The potential museum applications are endless (and some are doubtless already being used) but I am particularly interested in how 3-D scanning and printing could help make museum collections accessible*. 3-D scanning data is of immense value to museums anyway. Such data can be a priceless form of risk management and conservation—preserving important information in case of loss and guiding restoration in case of damage. Why not maximize the benefits in other ways as well? What if, instead of browsing from a limited selection in your museum shop, a visitor could select and “print” a high quality reproduction from a much larger selection of objects scanned from your archaeology, paleontology or ceramics collection? As the costs of transportation and insurance rise inexorably, what if satellite museums (or schools, community centers, or passionate amateurs) could design exhibits based on objects drawn from collections around the globe, go to the 3-D printing lab at their local museum and download and print the artifacts?

Despite my flip remarks at the beginning of this post, I’m not drooling over this technology because it’s cool. I’m excited by its potential to drive a wedge into the dam that separates collections from the public. Gestural Interfaces could enable “hands on” interaction with “hands-off” objects and (literally) bring a whole new dimension to “open storage.” 3-D printing could facilitate loans and accessibility, minimizing cost and risk, as well as making high-quality reproductions available on demand to users that might not be able to provide environments suitable for original material. Nothing will ever supplant “the real thing,” but these emerging technologies have the potential to provide a pretty good second-best…

*Here’s a clip from CFM's Voices of the Future series in which Chris Norris, Senior Collections Manager in the division of vertebrate paleontology at the Peabody Museum of Natural History at Yale, talks about the potential uses of 3-D printing and the effect of such technology on collecting (see time mark 3:16). This is a great interview overall—I highly recommend kicking back for a cup of coffee or tea for about eight minutes to listen to Chris exploring the future.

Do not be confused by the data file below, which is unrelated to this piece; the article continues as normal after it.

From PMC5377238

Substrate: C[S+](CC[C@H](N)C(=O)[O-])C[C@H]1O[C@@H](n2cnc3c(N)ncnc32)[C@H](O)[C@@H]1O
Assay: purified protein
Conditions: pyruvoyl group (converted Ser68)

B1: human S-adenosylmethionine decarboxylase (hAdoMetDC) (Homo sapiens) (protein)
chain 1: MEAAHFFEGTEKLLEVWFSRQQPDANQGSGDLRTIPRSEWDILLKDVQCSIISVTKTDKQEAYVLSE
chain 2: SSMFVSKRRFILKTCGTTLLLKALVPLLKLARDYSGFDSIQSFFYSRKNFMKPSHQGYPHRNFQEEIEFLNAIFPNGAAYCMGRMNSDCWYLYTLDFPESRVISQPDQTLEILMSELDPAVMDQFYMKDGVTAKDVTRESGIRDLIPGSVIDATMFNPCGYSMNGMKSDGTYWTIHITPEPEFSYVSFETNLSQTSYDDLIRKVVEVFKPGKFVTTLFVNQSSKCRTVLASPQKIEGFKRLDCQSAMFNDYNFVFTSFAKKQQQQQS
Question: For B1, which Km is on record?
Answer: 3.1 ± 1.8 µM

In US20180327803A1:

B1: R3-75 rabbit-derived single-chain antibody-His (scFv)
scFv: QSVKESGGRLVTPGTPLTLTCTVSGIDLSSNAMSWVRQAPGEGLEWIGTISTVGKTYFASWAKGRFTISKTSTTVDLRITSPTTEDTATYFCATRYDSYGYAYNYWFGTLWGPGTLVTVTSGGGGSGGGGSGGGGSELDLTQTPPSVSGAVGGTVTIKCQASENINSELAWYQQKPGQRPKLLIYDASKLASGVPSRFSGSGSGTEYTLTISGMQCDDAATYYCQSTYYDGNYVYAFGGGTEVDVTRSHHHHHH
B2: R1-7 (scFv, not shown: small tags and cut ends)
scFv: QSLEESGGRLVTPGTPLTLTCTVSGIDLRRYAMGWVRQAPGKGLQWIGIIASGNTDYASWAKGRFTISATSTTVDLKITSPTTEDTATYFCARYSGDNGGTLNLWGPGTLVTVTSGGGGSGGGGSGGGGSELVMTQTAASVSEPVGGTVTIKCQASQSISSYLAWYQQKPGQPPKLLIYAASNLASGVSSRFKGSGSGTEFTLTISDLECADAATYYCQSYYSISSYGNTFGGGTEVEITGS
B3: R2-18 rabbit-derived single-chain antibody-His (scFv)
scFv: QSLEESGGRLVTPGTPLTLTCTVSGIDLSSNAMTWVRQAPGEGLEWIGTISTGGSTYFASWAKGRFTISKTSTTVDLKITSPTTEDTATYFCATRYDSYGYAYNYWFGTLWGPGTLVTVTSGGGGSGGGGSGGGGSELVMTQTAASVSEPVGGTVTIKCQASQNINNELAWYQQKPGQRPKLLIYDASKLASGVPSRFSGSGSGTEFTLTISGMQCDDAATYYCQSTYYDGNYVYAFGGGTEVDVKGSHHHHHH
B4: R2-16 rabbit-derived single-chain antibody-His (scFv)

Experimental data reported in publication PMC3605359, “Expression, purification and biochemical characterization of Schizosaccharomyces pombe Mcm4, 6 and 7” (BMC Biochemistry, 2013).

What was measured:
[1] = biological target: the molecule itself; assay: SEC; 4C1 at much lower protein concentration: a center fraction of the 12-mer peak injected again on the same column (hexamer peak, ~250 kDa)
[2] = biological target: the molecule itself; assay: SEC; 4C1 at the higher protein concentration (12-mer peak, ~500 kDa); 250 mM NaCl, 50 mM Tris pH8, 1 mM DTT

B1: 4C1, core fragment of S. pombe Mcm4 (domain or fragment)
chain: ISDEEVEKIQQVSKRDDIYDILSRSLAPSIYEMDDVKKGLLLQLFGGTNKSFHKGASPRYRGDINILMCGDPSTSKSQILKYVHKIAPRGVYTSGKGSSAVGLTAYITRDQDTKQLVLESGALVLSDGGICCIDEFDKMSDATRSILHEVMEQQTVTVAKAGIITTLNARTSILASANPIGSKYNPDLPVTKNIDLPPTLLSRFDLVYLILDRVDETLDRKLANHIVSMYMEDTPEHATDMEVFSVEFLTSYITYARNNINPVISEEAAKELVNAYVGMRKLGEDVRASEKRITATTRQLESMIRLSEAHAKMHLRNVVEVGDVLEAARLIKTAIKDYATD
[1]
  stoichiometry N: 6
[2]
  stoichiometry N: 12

Friday, February 12, 2010

Mapping the Future

The Institute for the Future and Business for Social Responsibility have released their Sustainability Outlook Map charting four potential stories of the future. The map explores ways of approaching challenges to the environmental, social and economic sustainability of our society through:
  • A "commons" strategy dominated by bottom-up, participatory solutions driven by self-organized communities of interest
  • Market-driven solutions focused on alternative capital, financial incentives, and market dynamics
  • Control and remediation driven by government policy
  • Solutions arising through science and technology
Layered across these stories are “signals” (trends), like open source design or increased regulation of philanthropy, that may shape the future. The map is also dotted with “wild cards” (high-impact events that are hard to predict) such as regional “Luddite” movements resisting technology, or the collapse of key resources such as fisheries or oil.

Other than being cool to look at, what good is the map? IFTF and BSR offer it as “a grid for making sense of the coming decade” Like a real map, it can help you select preferred destinations, plot routes and plan for the trip. It’s a visual framework for thinking about the future, providing a quick tour of emerging innovations that you may take into account as you conduct your organization’s planning. For example, how could your museum foster communities of interest that contribute to a bottom-up reorganization of society? One of the trends plotted on the map is the increased influence of ethics, individual consciences and global values discourse. How can museums be platforms for exploring morality and meaning? Another trend the map explores is “learning ecologies,” in which on-line tools support learning curricula. With the internet giving your museum’s a potentially global reach, how might you contribute to this new educational ecosystem?

So take a look at the map (probably on-line, since it is difficult to print a copy large enough to be legible.) Let your imagination wander through the landscape it portrays, and see where your museum might embed itself in these stories. And, what the heck—grab some 11 x 17” paper and try drawing your own map of the future. If you do, scan it and send a copy to me at! I’d love to see your vision of where we might be headed.